The United States is currently facing the threat of a government shutdown if Congress does not secure funding by the impending deadline of November 17.
This situation could notably affect holiday travel, especially as about 117 million American adults are estimated planning to travel for Thanksgiving this year.
Despite the urgent need for a resolution, as of the latest updates, the Republican-majority U.S. House of Representatives has not shown an inclination to approve the necessary funding, either through a dozen appropriation bills or a continuing resolution extending beyond the deadline, according to information from Reuters.
Tori Emerson Barnes, Executive Vice President of Public Affairs and Policy at the U.S. Travel Association, has highlighted the potential challenges that a shutdown could pose during a critical travel season.
She warns that a shutdown could disrupt travel processes and cost the travel economy up to $140 million daily, totaling nearly a billion dollars a week in lost spending, a scenario she describes as both unnecessary and unacceptable.
In the event of a shutdown, several government services crucial to travel could be impacted, including operations in national parks, processing of passport and Global Entry memberships, among others. Here are some key aspects travelers should be aware of:
Impact on Trusted Traveler Programs and Passport Services
Programs like TSA PreCheck and Global Entry, managed by the U.S. Customs and Border Protection under the Department of Homeland Security, could see delays in processing applications.
Currently, Global Entry applications take around four to six months to process, and TSA PreCheck applications are usually processed within three to five days under normal government operations.
The U.S. Department of State has noted improvements in passport processing times.
However, in the event of a funding pause, these times could be affected. Travelers are advised to apply for or renew passports and Trusted Traveler program memberships well in advance, as many countries require passports to have a minimum validity of three to six months for entry.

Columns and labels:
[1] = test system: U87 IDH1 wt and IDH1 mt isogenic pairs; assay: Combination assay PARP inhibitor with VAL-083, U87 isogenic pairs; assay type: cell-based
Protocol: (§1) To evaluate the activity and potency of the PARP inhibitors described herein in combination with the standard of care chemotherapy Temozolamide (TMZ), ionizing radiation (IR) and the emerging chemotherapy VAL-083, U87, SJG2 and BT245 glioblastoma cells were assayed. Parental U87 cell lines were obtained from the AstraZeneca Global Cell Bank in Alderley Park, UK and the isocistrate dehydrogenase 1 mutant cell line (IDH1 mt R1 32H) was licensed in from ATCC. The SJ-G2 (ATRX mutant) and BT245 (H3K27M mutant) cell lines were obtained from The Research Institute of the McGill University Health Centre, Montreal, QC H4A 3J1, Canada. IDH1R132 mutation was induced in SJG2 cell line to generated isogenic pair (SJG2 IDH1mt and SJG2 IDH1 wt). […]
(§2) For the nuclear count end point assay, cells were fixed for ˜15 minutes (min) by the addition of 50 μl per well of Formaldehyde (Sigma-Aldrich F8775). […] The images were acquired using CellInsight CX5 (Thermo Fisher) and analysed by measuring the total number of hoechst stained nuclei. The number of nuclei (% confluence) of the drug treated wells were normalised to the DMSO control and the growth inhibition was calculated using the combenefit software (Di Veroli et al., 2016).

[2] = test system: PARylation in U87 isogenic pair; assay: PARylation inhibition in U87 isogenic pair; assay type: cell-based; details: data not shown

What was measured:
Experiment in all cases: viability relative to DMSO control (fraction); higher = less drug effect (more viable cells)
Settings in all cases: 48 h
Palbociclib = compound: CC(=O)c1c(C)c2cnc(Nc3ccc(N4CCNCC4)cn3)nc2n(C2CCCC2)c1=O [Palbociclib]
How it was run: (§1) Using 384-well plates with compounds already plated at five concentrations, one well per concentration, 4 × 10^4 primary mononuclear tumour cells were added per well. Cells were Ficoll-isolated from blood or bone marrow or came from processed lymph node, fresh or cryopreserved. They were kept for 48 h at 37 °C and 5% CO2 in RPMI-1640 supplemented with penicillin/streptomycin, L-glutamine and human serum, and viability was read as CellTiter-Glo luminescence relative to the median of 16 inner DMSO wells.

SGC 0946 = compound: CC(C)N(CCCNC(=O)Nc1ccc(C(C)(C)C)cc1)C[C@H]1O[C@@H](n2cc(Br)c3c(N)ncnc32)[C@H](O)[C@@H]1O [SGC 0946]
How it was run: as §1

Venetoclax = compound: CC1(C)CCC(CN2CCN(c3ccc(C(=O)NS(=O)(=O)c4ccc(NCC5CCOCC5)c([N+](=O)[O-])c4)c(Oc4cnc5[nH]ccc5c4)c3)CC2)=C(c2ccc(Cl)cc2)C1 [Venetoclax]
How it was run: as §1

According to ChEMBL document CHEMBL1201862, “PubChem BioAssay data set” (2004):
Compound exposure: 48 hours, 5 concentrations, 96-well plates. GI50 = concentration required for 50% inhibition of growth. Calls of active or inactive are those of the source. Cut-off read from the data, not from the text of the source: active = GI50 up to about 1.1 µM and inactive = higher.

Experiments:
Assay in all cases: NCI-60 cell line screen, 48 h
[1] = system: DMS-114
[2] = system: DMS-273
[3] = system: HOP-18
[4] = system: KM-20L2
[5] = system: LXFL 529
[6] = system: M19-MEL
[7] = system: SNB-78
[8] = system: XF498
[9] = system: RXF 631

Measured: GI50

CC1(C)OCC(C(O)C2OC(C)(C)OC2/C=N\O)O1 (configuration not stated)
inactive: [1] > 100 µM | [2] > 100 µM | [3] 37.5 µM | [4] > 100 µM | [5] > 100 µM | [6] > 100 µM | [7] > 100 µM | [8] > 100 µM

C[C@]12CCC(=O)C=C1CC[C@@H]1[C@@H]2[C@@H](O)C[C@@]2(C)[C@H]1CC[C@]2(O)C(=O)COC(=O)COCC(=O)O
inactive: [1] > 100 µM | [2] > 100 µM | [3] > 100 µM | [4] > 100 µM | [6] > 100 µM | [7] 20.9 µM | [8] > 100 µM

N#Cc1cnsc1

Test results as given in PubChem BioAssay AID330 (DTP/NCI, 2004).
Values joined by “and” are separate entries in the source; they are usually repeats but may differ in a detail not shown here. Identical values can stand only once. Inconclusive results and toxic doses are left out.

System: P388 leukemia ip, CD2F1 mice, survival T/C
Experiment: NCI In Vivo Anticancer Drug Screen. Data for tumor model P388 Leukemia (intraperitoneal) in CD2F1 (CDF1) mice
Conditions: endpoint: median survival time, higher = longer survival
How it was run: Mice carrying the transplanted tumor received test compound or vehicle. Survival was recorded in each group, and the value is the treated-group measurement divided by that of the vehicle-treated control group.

Potential TSA and Air Traffic Disruptions
A funding delay might also result in reduced staffing of TSA agents at airports, increasing wait times.
The 2018-2019 shutdown, which lasted 35 days, saw canceled flights and closed TSA security lines due to staff shortages. With the Sunday after Thanksgiving being the busiest travel day of the year, such staffing issues could lead to significant disruptions.
National Parks and Federal Sites
The National Park Service, part of the Department of the Interior, relies on Congressional funding.
A shutdown could mean limited access to parks, with essentials like visitor centers, restrooms, and educational programs potentially closed. While some parks might remain accessible, reduced staffing would affect overall safety and services.
Historically, states and private entities have sometimes stepped in to keep parks operational during shutdowns. For instance, in 2018, the Arizona government funded the Grand Canyon's operations to keep it open.
Washington D.C. Monuments and Museums
Monuments and museums in Washington, D.C., especially those under the Smithsonian Institution and the National Park Service, would face closure risks.
During the last major shutdown, the Smithsonian museums and galleries, including the National Zoo, closed for 24 days after depleting their available funds.
Advisory for Travelers
Given the potential for a government shutdown, it's advisable for travelers to expedite any necessary government document applications or renewals needed for travel. While the hope remains that the government will avoid a shutdown, being prepared for any eventuality is crucial for a hassle-free travel experience.